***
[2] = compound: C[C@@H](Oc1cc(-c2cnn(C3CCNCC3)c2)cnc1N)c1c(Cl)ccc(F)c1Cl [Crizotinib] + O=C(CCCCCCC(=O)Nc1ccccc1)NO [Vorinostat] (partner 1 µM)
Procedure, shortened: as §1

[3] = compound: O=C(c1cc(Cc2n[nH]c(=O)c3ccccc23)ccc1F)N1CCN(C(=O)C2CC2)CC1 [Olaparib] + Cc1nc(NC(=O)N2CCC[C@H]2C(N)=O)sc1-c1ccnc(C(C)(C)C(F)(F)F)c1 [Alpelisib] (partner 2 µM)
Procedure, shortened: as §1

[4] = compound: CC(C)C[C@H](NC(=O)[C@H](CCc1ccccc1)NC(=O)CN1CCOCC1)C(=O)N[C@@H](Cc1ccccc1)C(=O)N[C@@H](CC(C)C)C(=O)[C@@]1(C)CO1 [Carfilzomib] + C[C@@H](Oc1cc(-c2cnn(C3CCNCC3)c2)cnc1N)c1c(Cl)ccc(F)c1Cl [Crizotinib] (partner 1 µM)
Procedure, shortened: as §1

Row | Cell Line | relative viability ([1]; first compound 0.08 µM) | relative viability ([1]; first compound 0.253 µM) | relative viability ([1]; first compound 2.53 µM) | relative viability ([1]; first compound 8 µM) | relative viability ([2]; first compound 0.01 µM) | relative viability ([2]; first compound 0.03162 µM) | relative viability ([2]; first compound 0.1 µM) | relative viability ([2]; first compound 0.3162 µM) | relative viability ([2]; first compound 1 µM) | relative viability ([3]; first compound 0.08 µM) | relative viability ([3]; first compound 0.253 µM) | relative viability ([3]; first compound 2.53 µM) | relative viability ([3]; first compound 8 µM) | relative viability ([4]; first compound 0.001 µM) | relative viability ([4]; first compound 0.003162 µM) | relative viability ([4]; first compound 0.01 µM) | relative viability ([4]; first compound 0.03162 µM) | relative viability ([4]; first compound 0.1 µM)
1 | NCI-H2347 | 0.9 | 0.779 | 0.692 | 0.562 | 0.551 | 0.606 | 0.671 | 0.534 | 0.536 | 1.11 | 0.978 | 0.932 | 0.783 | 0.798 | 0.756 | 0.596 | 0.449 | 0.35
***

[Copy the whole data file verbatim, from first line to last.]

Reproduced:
[2] = compound: C[C@@H](Oc1cc(-c2cnn(C3CCNCC3)c2)cnc1N)c1c(Cl)ccc(F)c1Cl [Crizotinib] + O=C(CCCCCCC(=O)Nc1ccccc1)NO [Vorinostat] (partner 1 µM)
Procedure, shortened: as §1

[3] = compound: O=C(c1cc(Cc2n[nH]c(=O)c3ccccc23)ccc1F)N1CCN(C(=O)C2CC2)CC1 [Olaparib] + Cc1nc(NC(=O)N2CCC[C@H]2C(N)=O)sc1-c1ccnc(C(C)(C)C(F)(F)F)c1 [Alpelisib] (partner 2 µM)
Procedure, shortened: as §1

[4] = compound: CC(C)C[C@H](NC(=O)[C@H](CCc1ccccc1)NC(=O)CN1CCOCC1)C(=O)N[C@@H](Cc1ccccc1)C(=O)N[C@@H](CC(C)C)C(=O)[C@@]1(C)CO1 [Carfilzomib] + C[C@@H](Oc1cc(-c2cnn(C3CCNCC3)c2)cnc1N)c1c(Cl)ccc(F)c1Cl [Crizotinib] (partner 1 µM)
Procedure, shortened: as §1

Row | Cell Line | relative viability ([1]; first compound 0.08 µM) | relative viability ([1]; first compound 0.253 µM) | relative viability ([1]; first compound 2.53 µM) | relative viability ([1]; first compound 8 µM) | relative viability ([2]; first compound 0.01 µM) | relative viability ([2]; first compound 0.03162 µM) | relative viability ([2]; first compound 0.1 µM) | relative viability ([2]; first compound 0.3162 µM) | relative viability ([2]; first compound 1 µM) | relative viability ([3]; first compound 0.08 µM) | relative viability ([3]; first compound 0.253 µM) | relative viability ([3]; first compound 2.53 µM) | relative viability ([3]; first compound 8 µM) | relative viability ([4]; first compound 0.001 µM) | relative viability ([4]; first compound 0.003162 µM) | relative viability ([4]; first compound 0.01 µM) | relative viability ([4]; first compound 0.03162 µM) | relative viability ([4]; first compound 0.1 µM)
1 | NCI-H2347 | 0.9 | 0.779 | 0.692 | 0.562 | 0.551 | 0.606 | 0.671 | 0.534 | 0.536 | 1.11 | 0.978 | 0.932 | 0.783 | 0.798 | 0.756 | 0.596 | 0.449 | 0.35